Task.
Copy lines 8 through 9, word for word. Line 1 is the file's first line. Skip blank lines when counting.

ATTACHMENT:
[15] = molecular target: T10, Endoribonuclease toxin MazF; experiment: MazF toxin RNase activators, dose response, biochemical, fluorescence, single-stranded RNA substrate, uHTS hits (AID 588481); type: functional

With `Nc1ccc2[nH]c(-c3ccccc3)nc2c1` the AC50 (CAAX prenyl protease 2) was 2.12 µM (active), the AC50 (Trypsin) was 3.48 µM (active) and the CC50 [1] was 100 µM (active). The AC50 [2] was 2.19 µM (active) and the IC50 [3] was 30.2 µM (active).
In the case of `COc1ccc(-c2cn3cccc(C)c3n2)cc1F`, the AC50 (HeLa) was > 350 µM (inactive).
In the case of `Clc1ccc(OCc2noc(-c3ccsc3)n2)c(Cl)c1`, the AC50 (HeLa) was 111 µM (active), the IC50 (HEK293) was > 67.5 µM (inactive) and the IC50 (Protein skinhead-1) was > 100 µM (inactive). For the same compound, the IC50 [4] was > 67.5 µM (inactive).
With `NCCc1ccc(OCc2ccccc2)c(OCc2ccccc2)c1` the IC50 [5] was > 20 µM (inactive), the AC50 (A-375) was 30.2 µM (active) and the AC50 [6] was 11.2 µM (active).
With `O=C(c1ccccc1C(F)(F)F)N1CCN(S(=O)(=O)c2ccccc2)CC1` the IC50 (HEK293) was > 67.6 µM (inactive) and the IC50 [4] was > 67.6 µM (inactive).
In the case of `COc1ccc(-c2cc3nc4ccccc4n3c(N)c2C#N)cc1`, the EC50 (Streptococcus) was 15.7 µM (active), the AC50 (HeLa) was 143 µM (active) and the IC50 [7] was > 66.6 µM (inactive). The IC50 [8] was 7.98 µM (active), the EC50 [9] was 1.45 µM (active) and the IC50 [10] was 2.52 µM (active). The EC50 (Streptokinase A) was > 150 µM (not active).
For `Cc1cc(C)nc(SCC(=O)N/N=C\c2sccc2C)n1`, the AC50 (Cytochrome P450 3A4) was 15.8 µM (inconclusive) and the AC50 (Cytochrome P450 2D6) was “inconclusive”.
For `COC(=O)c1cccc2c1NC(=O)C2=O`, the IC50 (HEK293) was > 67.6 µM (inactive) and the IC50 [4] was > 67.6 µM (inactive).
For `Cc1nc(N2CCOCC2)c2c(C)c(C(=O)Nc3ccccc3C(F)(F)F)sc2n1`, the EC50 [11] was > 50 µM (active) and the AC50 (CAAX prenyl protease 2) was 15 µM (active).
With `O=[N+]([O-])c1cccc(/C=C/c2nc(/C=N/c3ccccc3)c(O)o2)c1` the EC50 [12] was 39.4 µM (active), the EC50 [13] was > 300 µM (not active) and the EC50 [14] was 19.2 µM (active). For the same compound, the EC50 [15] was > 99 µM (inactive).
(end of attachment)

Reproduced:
For `Cc1cc(C)nc(SCC(=O)N/N=C\c2sccc2C)n1`, the AC50 (Cytochrome P450 3A4) was 15.8 µM (inconclusive) and the AC50 (Cytochrome P450 2D6) was “inconclusive”.
For `COC(=O)c1cccc2c1NC(=O)C2=O`, the IC50 (HEK293) was > 67.6 µM (inactive) and the IC50 [4] was > 67.6 µM (inactive).